Models are presented for the analysis of longitudinal data from same-age twins which permit the exploration of a remarkably diverse array of alternative explanations for continuity and change during development. Data of this type permit the detection of new sources of genetic or environmental covariation during development that are not expressed at earlier ages and, because they include the effects of age-specific genes, the resulting heritability estimates are more reliable than those obtained from relatives who differ in age. The proposed models were applied to measurements of HDL cholesterol obtained on 81 pairs of monozygotic (MZ) twins and 69 dizygotic (DZ) pairs at 11, 12.5 and 14 years of age. All three MZ co-twin correlations were substantially higher than the self correlations across occasions, suggesting that new sources of genetic or environmental covariation must be expressed during early adolescence. This interpretation was confirmed by analysis of the full covariance matrices which showed that only models which assumed the expression of new or age-specific genes could explain the observed pattern of covariation. Because they include the effects of age-specific genes, the resulting heritabilities (0.80-0.83) were substantially higher than many previous estimates.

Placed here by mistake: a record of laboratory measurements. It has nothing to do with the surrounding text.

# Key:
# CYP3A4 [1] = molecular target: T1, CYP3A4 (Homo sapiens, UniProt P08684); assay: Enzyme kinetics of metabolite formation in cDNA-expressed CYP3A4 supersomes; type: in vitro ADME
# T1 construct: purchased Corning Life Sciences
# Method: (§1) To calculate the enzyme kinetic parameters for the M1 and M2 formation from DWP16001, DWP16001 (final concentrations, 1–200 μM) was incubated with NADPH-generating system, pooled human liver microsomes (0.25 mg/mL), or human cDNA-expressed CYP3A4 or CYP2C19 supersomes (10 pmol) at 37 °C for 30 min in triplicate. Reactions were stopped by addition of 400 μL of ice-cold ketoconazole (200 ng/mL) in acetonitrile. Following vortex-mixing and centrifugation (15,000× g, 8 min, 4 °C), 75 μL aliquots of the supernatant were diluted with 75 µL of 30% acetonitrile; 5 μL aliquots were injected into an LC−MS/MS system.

ASJC Scopus subject areas
- Pediatrics, Perinatology, and Child Health
- Obstetrics and Gynecology